classification
Title: Incorrect behavior after ast node visits
Type: crash Stage:
Components: Interpreter Core Versions: Python 3.10, Python 3.9, Python 3.8
process
Status: open Resolution:
Dependencies: Superseder:
Assigned To: Nosy List: gvanrossum, lys.nikolaou, serhiy.storchaka, terry.reedy, xxm
Priority: normal Keywords:

Created on 2021-01-11 07:45 by xxm, last changed 2021-01-16 03:31 by xxm.

Messages (8)
msg384799 - (view) Author: Xinmeng Xia (xxm) Date: 2021-01-11 07:45
The following program will lead to a incorrect behavior of Python parser.  We change all variable to integer( forcely transformed to string) via ast.NodeTransformer. Then we compile the new code and execute it. It's surprising that code like "1=2; print(1)" can be compiled without error message. And more surprisingly, the execution result of "print(1)" is 2 ! !

====================================
import ast
class RewriteName(ast.NodeTransformer):
    def visit_Name(self, node):
        if node.id != "print":
            node.id = str(node.lineno)
        return node


code = "a = 2;print(a)"


myast = ast.parse(code)
transformer = RewriteName()
newast = transformer.visit(myast)

# print(ast.dump(newast))

print("new code:","------------")
print(ast.unparse(newast))
print("------------")

c = compile(newast,'','exec')
exec(c)
=================================

output result:
new code: ------------
1 = 2
print(1)
------------
2

Expected result: (1). Syntax error during compilation. "1" should not be the correct identifier of program, even if it's forcely transformed to string. (2). The output of execution should be "1"  , since the parameter of "print()" in the new code is string "1".  

This incorrect behaviors exists on all version of Python(from Python2 to Python 3).
msg384870 - (view) Author: Guido van Rossum (gvanrossum) * (Python committer) Date: 2021-01-11 23:46
I don't think this is a bug, unless you can show an example where the bytecode compiler or the interpreter actually crashes. Basically you can change AST nodes in lots of ways that don't correspond to valid programs, and as long as you can't make CPython crash we don't care.
msg384879 - (view) Author: Xinmeng Xia (xxm) Date: 2021-01-12 03:18
Sorry, my description is a little confusing. My points lie on function 'compile' and 'exec'. Yes, I agree. AST can be modified and don't correspond to valid programs.  But I don't think this invaild program can be compiled and exec without any check. It's dangerous.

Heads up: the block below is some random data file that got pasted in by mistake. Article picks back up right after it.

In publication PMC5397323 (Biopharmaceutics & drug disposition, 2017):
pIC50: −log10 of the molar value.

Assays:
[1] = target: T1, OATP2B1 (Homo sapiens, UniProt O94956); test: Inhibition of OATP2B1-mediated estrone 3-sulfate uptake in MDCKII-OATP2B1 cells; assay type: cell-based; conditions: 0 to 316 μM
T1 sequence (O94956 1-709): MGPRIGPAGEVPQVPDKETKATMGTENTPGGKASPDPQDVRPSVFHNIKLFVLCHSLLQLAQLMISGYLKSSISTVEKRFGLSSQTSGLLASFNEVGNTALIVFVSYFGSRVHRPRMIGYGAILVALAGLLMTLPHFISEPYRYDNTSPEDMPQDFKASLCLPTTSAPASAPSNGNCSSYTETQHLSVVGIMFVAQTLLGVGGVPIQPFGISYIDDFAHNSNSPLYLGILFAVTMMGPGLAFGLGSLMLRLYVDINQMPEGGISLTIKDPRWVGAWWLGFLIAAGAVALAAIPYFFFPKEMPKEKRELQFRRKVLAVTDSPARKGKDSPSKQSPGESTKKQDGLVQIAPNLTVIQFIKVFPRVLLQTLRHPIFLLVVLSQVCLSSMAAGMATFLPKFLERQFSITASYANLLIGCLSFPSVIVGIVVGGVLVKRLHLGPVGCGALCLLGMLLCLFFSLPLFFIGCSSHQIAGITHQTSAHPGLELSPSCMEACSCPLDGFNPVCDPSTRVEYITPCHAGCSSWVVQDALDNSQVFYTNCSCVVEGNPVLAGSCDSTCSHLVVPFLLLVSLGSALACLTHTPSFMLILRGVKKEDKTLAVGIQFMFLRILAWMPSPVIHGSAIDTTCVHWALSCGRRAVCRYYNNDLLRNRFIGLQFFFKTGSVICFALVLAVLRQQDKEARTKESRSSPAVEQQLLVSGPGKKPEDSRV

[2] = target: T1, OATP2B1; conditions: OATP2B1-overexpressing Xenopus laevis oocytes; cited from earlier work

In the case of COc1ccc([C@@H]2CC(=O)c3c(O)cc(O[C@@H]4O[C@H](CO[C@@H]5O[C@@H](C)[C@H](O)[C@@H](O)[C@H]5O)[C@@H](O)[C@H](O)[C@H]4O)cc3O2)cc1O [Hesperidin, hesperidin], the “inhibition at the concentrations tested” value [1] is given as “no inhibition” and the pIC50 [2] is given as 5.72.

See the following program: For "compile" and "exec", no error is reported on Python 3.5-3.8 while error messages are reported on Python 3.9 and 3.10

======================================
import ast
class RewriteName(ast.NodeTransformer):
    def visit_Name(self, node):
        if node.id != "print":
            node.id = str(False)
            print(type(node.id))
        return node

code = "a = 2;print(a)"

myast = ast.parse(code)
transformer = RewriteName()
newast = transformer.visit(myast)

c = compile(newast,'','exec')
exec(c)
=====================================
Error message on Python 3.9  and 3.10.
-------------------------------------
<class 'str'>
<class 'str'>
Traceback (most recent call last):
  File "/home/xxm/Desktop/nameChanging/report/test1.py", line 574, in <module>
    c = compile(newast,'','exec')
ValueError: Name node can't be used with 'False' constant
-------------------------------------

In fact, in class RewriteName, when "node.id" is assigned, the parser will check whether the identifier is a "str". If not,"TypeError: AST identifier must be of type str" will be reported. However, it's not enough. In Python, identifier names have their own naming rules.  "str" could be "+","1","False", but these are not legally id. So the above error could be reported.
msg384881 - (view) Author: Guido van Rossum (gvanrossum) * (Python committer) Date: 2021-01-12 03:41
Hm, if your argument is just that you can make invalid identifiers this way, I still don't see why that's a big deal. You can do `x.__dict__["1"] = 1` and now you've given x an attribute that's not a valid identifier. You could also call the code object constructor directly with some valid identifiers. You have to do better than saying "it's dangerous". Can you demonstrate a segfault?
msg384899 - (view) Author: Xinmeng Xia (xxm) Date: 2021-01-12 08:00
Nice suggestion! I change the argument and I can' find segfault program in transforming ast.Name.  But I do find a segfault program in transforming ast.BinOp!